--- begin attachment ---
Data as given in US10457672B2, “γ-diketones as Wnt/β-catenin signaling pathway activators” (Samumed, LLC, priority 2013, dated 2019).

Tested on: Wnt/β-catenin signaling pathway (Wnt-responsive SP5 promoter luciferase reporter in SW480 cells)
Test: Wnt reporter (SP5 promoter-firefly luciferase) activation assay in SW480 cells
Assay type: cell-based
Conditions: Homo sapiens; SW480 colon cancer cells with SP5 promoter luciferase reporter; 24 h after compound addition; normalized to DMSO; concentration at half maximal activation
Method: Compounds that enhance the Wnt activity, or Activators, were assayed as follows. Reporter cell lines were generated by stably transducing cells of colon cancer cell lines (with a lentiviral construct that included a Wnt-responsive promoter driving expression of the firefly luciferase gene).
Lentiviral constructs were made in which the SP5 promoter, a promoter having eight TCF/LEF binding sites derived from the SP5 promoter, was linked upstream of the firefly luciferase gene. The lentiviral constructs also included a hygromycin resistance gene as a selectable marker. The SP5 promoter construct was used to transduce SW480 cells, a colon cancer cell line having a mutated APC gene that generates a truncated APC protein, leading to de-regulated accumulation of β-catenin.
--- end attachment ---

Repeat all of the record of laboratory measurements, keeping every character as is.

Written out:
Data as given in US10457672B2, “γ-diketones as Wnt/β-catenin signaling pathway activators” (Samumed, LLC, priority 2013, dated 2019).

Tested on: Wnt/β-catenin signaling pathway (Wnt-responsive SP5 promoter luciferase reporter in SW480 cells)
Test: Wnt reporter (SP5 promoter-firefly luciferase) activation assay in SW480 cells
Assay type: cell-based
Conditions: Homo sapiens; SW480 colon cancer cells with SP5 promoter luciferase reporter; 24 h after compound addition; normalized to DMSO; concentration at half maximal activation
Method: Compounds that enhance the Wnt activity, or Activators, were assayed as follows. Reporter cell lines were generated by stably transducing cells of colon cancer cell lines (with a lentiviral construct that included a Wnt-responsive promoter driving expression of the firefly luciferase gene).
Lentiviral constructs were made in which the SP5 promoter, a promoter having eight TCF/LEF binding sites derived from the SP5 promoter, was linked upstream of the firefly luciferase gene. The lentiviral constructs also included a hygromycin resistance gene as a selectable marker. The SP5 promoter construct was used to transduce SW480 cells, a colon cancer cell line having a mutated APC gene that generates a truncated APC protein, leading to de-regulated accumulation of β-catenin.